Later expeditions, seeing the hulks of abandoned landing-ships studding the surface near the most promising mineral fields, must have proceeded with greater caution. This caution had done them no good; for two whole centuries, nothing that landed on Golgotha A ever rose to orbit again.

The Elliway Expedition, first to return from a ground survey of the aptly named Place of the Skull, had survived thanks more to luck than to Captain Elliway’s incorrect theories about the fates of all who had come before. One of the junior researchers had stumbled on the vacsuited corpse of one of her predecessors and discovered that every electronic component - shielded or otherwise - in the dead explorer’s possession was hopelessly fried. After a bit of exploratory simulation, she had warned her compatriots, and Elliway had lifted off only hours after arriving.

Armed with the data brought back by Elliway’s crew, Nojus would not be the first to safely spend time exploring Golgotha A, but he suspected he was its first tourist. His equipment had all been modified to minimize risk, with the replacement of all ferrous and conductive parts with composite and ceramic. With luck, that would stave off the fate which had befallen many explorers before him.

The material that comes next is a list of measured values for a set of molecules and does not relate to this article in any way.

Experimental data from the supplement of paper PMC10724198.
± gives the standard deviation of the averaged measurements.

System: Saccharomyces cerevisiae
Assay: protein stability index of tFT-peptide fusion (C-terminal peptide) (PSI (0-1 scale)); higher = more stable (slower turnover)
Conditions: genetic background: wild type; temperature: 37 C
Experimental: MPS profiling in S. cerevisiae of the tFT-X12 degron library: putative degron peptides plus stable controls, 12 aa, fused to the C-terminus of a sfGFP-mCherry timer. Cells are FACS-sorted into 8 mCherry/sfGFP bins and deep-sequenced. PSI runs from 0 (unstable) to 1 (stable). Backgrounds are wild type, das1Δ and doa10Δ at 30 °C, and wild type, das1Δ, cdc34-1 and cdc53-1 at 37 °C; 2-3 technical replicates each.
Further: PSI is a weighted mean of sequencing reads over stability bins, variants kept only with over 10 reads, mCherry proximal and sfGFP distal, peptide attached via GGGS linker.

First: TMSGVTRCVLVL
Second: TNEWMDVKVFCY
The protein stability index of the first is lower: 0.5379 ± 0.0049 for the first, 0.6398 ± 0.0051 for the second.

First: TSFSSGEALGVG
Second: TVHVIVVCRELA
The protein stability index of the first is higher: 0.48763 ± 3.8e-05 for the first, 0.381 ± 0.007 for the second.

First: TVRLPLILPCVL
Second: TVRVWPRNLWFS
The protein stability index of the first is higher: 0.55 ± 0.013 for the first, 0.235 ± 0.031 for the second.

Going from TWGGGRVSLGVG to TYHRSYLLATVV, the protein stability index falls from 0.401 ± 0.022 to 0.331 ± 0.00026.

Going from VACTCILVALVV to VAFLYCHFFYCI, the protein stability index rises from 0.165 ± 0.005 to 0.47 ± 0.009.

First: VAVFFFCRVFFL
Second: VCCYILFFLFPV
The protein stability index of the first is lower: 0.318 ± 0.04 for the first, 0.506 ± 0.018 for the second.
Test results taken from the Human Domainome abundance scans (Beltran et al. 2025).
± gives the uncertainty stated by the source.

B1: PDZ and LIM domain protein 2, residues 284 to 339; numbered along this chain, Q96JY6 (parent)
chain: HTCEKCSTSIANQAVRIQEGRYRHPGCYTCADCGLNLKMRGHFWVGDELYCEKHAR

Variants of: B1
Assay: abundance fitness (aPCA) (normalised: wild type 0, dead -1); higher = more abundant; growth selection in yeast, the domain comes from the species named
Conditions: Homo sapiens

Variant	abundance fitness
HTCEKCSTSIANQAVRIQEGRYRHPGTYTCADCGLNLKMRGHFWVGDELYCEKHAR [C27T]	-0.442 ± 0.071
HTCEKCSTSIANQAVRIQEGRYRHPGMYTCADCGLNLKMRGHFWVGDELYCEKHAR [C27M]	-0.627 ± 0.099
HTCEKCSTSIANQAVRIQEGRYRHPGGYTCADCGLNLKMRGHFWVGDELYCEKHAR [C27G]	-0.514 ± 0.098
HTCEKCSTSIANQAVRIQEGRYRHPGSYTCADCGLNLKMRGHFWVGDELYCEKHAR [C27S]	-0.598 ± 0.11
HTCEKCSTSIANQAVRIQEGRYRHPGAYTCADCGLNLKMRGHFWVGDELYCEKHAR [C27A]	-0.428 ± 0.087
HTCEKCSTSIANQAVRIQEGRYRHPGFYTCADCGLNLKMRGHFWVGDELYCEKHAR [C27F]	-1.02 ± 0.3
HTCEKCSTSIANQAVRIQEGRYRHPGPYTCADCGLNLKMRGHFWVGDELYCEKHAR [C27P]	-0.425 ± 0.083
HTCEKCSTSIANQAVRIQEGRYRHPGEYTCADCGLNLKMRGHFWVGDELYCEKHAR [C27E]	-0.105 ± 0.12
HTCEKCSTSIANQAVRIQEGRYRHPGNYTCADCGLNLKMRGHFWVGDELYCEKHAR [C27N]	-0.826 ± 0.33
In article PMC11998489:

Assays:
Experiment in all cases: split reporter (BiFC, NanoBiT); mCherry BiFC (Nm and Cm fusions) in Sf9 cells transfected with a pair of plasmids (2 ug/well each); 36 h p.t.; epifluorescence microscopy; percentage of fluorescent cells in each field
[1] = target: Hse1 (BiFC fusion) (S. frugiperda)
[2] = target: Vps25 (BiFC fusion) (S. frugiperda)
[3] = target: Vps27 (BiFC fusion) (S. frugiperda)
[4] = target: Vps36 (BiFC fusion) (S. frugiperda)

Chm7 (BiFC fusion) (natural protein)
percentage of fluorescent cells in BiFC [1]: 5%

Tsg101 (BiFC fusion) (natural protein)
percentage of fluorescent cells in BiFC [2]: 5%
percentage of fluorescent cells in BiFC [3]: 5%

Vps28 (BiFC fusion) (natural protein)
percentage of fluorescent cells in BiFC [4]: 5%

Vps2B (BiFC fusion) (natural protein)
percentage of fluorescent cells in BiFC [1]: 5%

Camera drones would of course carry the same risks as any other equipment, so when Nojus activated his cameras, they extended off the roof of his landing craft on a pair of long, articulated booms. Panning them in opposite directions, he recorded several seconds’ footage of the gray desolation and the corroded landers. Introductory voice-over work could wait until he was back in the relative safety of orbit.

“Day one on Golgotha A.” The suit microphone picked up the words as usual. “I’m about to open up and take a step outside.”

Taking a deep breath, Nojus stepped into the airlock. His suit-gloved hands were empty, and his right hand hung uselessly at his side, missing the presence of a survival multitool. It couldn’t be helped; Reed-Soares’s smart-metal construction used a large amount of iron, and just like the rest of his kit, all iron had been left in orbit. A few “dumb” composite tools housed in an external compartment would have to do on Golgotha A.

The magnificent desolation outside the lander was something Nojus suspected only the first humans to have landed on Earth’s moon would have found familiar. Grey, powder-fine dust covered the flat plain of the landing site, which stretched to the horizon in all directions except where craggy mineral formations rose into sheer bluffs. The thin atmosphere bore enough wind to scatter footprints, but the ruined remnants of partially-unpacked research equipment lay scattered around the wrecks of long-dead explorers’ landers. Most of the expeditions seemed to have wandered about the landing area for several hours before meeting their doom.